Askir, a civil servant from Manchester, says he made ’20 calls’ to the airline on his mobile but was sent ‘from pillar to post’.
After racking up a £250 phone bill because of the cost of calling the helpline from overseas, he felt he had no alternative but to book a replacement journey with a travel agent.
Payouts: You can claim up to £220 for a short-haul journey of less than 1,500 km (932 miles), £350 for between 1,500 km and 3,500 km (932-2,174 miles), and £520 for longer flights
Yet easyJet initially refused to reimburse him as it ‘did not recognise’ the travel agent’s receipt.
Askir, who finally got his payment last week, says: ‘I’ve been using easyJet for years but I don’t think I’ll travel with the firm again.’
Separately, a Cambridge University PhD student whose Wizz Air flight from Ben Gurion Tel Aviv, Israel, to Gatwick was diverted 200 miles to Doncaster in the early hours of the morning in April, is still awaiting reimbursement for a £560 taxi bill.
After landing at 3am, there were no coaches to take passengers to their original destination.
So Liran Morav, 36, his partner and another passenger were advised to take a taxi by airport staff.
He later made a claim for the bill via the company’s website because the alternative was calling a £1.45 per minute premium-rate phone line.
|If your flight was cancelled less than 14 days before departure|
|Distance||Departure and arrival times||Compensation|
|Less than 1,500km||If your new flight takes off more than one hour before your original flight, and arrives less than two hours after it||£110|
|If your new flight arrives more than two hours after your original flight||£220|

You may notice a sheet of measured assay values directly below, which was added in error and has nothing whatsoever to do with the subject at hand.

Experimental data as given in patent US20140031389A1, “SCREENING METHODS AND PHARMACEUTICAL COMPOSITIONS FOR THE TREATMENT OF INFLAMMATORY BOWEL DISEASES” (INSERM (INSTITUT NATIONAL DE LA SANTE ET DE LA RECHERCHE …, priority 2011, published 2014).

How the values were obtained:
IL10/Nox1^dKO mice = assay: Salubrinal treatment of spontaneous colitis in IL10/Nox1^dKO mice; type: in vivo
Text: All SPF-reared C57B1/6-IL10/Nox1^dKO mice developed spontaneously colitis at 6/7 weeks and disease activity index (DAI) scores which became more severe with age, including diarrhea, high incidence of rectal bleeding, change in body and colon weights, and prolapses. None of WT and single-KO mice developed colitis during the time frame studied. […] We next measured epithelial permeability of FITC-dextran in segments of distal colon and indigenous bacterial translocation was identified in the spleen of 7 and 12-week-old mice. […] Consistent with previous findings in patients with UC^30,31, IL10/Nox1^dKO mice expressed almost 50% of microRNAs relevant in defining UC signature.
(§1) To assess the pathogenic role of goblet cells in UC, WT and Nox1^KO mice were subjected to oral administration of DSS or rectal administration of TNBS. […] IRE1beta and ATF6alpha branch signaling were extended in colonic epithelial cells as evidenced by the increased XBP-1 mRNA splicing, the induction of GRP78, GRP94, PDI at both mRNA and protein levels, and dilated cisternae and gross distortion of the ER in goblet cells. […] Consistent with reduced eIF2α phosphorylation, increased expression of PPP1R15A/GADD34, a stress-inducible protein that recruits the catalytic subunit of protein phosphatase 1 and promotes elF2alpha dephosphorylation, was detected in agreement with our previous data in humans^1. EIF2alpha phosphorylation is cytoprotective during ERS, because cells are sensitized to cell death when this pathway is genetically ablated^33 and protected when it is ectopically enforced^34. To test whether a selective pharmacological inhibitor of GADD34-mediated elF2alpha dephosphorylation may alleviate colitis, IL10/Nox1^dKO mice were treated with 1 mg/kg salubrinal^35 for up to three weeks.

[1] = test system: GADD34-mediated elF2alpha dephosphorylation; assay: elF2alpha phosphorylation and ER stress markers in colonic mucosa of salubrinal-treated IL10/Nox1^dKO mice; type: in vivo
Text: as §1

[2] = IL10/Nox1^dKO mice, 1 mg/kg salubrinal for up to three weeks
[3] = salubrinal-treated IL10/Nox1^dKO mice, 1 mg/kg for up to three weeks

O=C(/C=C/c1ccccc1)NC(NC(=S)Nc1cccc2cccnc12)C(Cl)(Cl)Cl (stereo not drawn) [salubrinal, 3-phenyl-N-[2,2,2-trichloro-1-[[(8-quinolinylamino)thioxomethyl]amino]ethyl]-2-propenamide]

|1,500km to 3,500km||If your new flight departs more than one hour before your original flight, and arrives less than three hours after it||£175|
|If your new flight arrives more than three hours after your original flight||£350|
|More than 3,500km||If your new flight departs more than one hour before your original flight, and arrives less than four hours after it||£260|
|If your new flight arrives more than four hours after your original flight||£520|
|Read our guide for more information: What are your rights if your flight is cancelled?|
But Liran, from London, says: ‘I had an acknowledgement saying my claim would be dealt with in 30 days.
‘Forty days passed, still nothing. After 51 days, I filled in a new form and had the same acknowledgement advising it would take up to 30 days.’ He is still waiting for the taxi fare to be reimbursed.
Wizz Air also refused to pay claims from Liran and his girlfriend for £350 compensation each, arguing a delay to the flight and diversion was the result of a shortage of air traffic control staff and out of its control — even though Liran says its plane was late arriving into Tel Aviv on an earlier journey.